Bad Rabbit outbreak; impact and mitigation

In the early evening Central European Time, reports began to emerge about a Petya variant dubbed Bad Rabbit, spreading from Russia, Ukraine, Turkey and Bulgaria. Later that evening from our Cyber Defense Center saw infections spreading through western Europe, particularly Belgium and tentatively Sweden. It’s reported Bad Rabbit has infected networks in the US too.

Afbeeldingsresultaat voor badrabbit

Bad Rabbit is an evolution on (Not)Petya crypto ransomware. It has some key differences;

  • It doesn’t use the EternalBlue SMB vulnerability
  • It uses a pretty straightforward drive by “flash update” to infect machines. In other words, they rely on tricking the user.
  • It uses a crude hardcoded password system for “lateral movement”.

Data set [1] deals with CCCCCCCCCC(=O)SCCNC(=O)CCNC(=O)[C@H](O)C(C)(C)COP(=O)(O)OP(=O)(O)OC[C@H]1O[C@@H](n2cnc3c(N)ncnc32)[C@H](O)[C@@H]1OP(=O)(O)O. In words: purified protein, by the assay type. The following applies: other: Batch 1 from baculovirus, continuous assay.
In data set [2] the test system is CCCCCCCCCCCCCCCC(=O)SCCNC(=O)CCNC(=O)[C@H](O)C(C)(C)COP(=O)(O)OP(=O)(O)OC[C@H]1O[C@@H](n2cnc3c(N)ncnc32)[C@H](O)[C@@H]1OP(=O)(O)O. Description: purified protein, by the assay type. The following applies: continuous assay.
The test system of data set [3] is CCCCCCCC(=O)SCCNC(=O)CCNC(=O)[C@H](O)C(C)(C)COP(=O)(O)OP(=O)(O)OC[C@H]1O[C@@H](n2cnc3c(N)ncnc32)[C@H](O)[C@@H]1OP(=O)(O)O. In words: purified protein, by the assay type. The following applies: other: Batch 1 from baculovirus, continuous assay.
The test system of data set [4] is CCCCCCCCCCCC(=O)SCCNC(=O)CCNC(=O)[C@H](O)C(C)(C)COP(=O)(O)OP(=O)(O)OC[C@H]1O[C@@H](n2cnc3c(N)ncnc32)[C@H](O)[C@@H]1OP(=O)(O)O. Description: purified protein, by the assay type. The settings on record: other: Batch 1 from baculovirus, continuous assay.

• They put more effort in the payment and returning private keys processes, using a TOR website. This indicates, in contrast with NotPetya, these people are more serious about making money out of Bad Rabbit.

We will closely monitor impact and share updates over the day. Our Cyber Defense Center customers will get new information as it comes in.

How to mitigate

  • Most AVs have updated signatures that detect Bad Rabbit.
  • Furthermore, as long as you don’t run with administrator privileges, you should be ok. Researchers report they haven’t found any UAC bypassing techniques.
  • Another researcher has found a “vaccination” for Bad Rabbit: creating 2 files (c:\windows\infpub.dat and c:\windows\cscc.dat) and removing all permissions stops Bad Rabbit in its track. We have tried this method and can confirm it works.

Further reading:

Do you want more information about this topic? Please contact us.

2018-02-27T19:32:24+00:00 October 25th, 2017|

About the Author:

Eward Driehuis
Chief Research Officer, SecureLink Group

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